Saturday, March 26, 2011

Protecting A Daughter's Honor

On my twitter feed I found posted a link to this article. It challenges mom's to resist the culture of buying push-up bras for their 8-12 year olds.

I know I’m preaching to the choir. But you and I have to care about the girl whose mom DOES buy her that itty bitty bikini because one thing is clear, the fashion industry doesn’t. The leaders in the industry are aware that creating and marketing age inappropriate clothing creates significant emotional disorders and an early sexual debut in our daughters. They care only about the bottom line. The bottom line is that tweens are a lucrative demographic, commanding about $43 billion of spending power nationwide. Girls 8-12 spend about $500 million a year on beauty products alone. (Mascara and eye liner sales doubled in this age range last year.)

It's by a mom and written for a mom. Amen to mom's who stand up and tell their daughter's "no" and try to raise them to not only be aware of the culture's view of sexuality but to resist it. No complaints from me. 

Here's the thing. What if the bigger issue is not mom's who don't do enough (or are doing enough)--what if the bigger issues is daddy's who do not stand up for their little girls. What if the bigger issue is that Daddy's do not gentle and in real love protect their daughters honor. When Dad's don't give their daughter unconditional love, they are more prone to fall into these lures and act inappropriately to win boys' "affection."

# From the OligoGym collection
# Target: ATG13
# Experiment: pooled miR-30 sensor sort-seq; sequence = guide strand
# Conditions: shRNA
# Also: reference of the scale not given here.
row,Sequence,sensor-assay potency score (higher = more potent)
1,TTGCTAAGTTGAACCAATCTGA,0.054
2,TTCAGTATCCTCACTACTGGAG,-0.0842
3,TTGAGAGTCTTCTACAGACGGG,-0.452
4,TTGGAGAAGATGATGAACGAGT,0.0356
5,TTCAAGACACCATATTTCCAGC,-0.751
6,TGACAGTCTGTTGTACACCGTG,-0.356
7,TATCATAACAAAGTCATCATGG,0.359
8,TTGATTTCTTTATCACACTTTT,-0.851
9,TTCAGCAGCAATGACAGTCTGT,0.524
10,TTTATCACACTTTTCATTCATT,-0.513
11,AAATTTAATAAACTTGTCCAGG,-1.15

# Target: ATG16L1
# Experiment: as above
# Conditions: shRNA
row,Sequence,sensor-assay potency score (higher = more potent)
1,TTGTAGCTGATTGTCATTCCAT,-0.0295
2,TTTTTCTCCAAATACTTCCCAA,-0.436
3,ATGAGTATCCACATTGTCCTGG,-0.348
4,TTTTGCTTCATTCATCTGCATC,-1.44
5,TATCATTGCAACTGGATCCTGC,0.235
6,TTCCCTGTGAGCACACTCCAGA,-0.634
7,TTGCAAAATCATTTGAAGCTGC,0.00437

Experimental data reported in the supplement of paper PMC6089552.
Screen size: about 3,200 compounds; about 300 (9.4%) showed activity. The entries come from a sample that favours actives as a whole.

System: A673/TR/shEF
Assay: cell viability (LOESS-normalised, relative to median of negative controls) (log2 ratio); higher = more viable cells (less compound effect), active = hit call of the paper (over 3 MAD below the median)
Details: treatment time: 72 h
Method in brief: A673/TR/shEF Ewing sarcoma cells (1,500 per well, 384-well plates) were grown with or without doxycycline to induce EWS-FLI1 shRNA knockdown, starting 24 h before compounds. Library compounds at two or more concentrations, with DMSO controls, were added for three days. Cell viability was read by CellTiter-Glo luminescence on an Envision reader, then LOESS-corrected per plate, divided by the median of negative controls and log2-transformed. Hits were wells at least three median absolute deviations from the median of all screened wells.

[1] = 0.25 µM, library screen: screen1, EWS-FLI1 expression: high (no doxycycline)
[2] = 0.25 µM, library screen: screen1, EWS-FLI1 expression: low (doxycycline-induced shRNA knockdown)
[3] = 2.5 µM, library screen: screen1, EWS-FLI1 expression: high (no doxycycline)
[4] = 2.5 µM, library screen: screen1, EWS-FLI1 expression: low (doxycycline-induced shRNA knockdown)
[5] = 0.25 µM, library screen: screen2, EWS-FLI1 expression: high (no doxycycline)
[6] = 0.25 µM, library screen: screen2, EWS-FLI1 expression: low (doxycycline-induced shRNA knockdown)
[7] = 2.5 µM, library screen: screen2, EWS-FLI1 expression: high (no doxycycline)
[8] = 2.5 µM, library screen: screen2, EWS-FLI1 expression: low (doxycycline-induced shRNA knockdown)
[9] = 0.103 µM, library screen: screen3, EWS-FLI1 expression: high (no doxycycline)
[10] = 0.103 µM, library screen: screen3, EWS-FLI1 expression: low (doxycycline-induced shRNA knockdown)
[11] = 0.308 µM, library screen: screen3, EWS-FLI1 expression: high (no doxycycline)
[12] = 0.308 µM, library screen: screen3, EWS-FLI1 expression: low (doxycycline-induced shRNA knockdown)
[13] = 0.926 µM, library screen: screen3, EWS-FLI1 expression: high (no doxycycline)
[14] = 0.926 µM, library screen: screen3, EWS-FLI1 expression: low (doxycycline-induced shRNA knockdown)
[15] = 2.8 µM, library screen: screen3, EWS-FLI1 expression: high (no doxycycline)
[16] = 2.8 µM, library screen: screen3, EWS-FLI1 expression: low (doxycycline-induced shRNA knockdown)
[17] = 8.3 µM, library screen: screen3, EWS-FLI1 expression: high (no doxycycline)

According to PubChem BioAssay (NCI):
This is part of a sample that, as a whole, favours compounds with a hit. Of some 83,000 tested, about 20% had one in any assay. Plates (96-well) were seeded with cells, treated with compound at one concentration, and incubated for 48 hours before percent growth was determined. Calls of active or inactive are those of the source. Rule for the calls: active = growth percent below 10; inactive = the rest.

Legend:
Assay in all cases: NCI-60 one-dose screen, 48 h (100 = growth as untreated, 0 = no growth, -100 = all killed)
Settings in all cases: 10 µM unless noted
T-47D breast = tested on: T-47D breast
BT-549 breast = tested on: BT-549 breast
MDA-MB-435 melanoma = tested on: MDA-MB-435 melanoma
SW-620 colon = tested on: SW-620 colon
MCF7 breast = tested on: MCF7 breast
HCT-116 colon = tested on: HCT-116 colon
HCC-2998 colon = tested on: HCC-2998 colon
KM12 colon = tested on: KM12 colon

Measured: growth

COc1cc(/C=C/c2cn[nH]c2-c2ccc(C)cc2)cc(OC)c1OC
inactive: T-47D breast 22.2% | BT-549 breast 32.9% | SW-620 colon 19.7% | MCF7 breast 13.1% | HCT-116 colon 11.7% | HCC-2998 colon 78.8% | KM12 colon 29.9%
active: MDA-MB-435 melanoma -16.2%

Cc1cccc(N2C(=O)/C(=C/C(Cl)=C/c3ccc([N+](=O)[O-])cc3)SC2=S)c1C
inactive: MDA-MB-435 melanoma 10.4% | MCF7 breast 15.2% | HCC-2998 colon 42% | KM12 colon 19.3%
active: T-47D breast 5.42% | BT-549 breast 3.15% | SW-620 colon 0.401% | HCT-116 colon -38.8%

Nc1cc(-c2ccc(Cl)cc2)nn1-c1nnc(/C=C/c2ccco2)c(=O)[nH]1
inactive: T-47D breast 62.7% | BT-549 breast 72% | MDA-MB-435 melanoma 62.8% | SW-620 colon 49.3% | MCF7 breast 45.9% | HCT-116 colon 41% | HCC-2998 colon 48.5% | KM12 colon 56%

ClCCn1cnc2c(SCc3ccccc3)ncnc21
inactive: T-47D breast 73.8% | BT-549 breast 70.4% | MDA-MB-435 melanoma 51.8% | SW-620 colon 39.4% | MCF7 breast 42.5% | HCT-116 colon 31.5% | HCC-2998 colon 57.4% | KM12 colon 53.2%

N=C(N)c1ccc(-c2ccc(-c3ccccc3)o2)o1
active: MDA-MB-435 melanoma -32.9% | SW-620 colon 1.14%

This deserves more treatment than just a short blog post. Meg Meeker's book "Strong Fathers, Strong Daughters: 10 Secrets Every Father Should Know" points to research and studies that the real difference made in a young girls life is a Father who (a) loves her; (b) protects her and (c) lovingly sets boundaries. (If I had the book with me write now I'd give some stats and quotes, but it's at the office, and this is a short Sat night post--but take my word, there is research--see my review on the blog).

Consider the regrets that Billy Ray Cyrus is now having over Miley Cyrus. He was her friend before he was her father.

I'm glad a mom is taking up this challenge. Hurah! Again no arguments with the original article: but the real challenge, I think is for Father's to take this up.

Somehow, men think that their job is to turn boys into men. We can make a man out of a son. Teach him to do manly thing. The 'women folk' will make the daughters.--and I said it that way to show you how absurd it is when you think about it.

Men: God has called you to raise daughters. 

Men who have daughters should be concerned with this 'sexing up' of the American teenager--girls dressing like lionnesses on the hunt--and for what. This is what happens when men do not love their little girls unconditional and protect their honor because they cherish their girls. 

1 comment:

Katie said...

Thank you so much for speaking out. I was thrilled to see a Dad post about this too. It is my hope that both Fathers and Mothers take notice of this issue in our culture...it's MUCH bigger than one retailer selling one inappropriate swimsuit. We need to talk about it with our spouses, with other parents, and also with our children... so we can not only help our own children but have an influence on the culture as well.
P.S. Thank you for the shout out to Dannah's post on MomLife Today.

"The Voyages..." Forays into Biblical studies, Biblical exegesis, theology, exposition, life, and occasionally some Star Trek...